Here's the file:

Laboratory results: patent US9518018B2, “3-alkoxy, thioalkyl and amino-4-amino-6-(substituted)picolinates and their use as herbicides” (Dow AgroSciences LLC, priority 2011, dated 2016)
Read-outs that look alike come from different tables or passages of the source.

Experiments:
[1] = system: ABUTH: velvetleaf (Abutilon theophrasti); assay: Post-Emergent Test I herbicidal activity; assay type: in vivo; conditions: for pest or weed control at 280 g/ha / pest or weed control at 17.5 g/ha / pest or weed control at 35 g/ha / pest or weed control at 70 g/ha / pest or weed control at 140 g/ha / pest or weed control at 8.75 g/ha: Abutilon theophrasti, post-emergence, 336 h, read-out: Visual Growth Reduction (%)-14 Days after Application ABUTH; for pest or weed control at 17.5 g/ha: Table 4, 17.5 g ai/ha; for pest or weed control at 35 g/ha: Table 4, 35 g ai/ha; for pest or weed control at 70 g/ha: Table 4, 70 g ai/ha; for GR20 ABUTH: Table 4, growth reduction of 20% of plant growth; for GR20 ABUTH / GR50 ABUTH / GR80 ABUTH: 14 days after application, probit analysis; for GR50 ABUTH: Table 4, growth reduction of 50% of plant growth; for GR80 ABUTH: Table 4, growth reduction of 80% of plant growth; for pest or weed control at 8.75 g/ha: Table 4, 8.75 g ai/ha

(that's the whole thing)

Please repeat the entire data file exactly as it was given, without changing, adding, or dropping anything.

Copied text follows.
Laboratory results: patent US9518018B2, “3-alkoxy, thioalkyl and amino-4-amino-6-(substituted)picolinates and their use as herbicides” (Dow AgroSciences LLC, priority 2011, dated 2016)
Read-outs that look alike come from different tables or passages of the source.

Experiments:
[1] = system: ABUTH: velvetleaf (Abutilon theophrasti); assay: Post-Emergent Test I herbicidal activity; assay type: in vivo; conditions: for pest or weed control at 280 g/ha / pest or weed control at 17.5 g/ha / pest or weed control at 35 g/ha / pest or weed control at 70 g/ha / pest or weed control at 140 g/ha / pest or weed control at 8.75 g/ha: Abutilon theophrasti, post-emergence, 336 h, read-out: Visual Growth Reduction (%)-14 Days after Application ABUTH; for pest or weed control at 17.5 g/ha: Table 4, 17.5 g ai/ha; for pest or weed control at 35 g/ha: Table 4, 35 g ai/ha; for pest or weed control at 70 g/ha: Table 4, 70 g ai/ha; for GR20 ABUTH: Table 4, growth reduction of 20% of plant growth; for GR20 ABUTH / GR50 ABUTH / GR80 ABUTH: 14 days after application, probit analysis; for GR50 ABUTH: Table 4, growth reduction of 50% of plant growth; for GR80 ABUTH: Table 4, growth reduction of 80% of plant growth; for pest or weed control at 8.75 g/ha: Table 4, 8.75 g ai/ha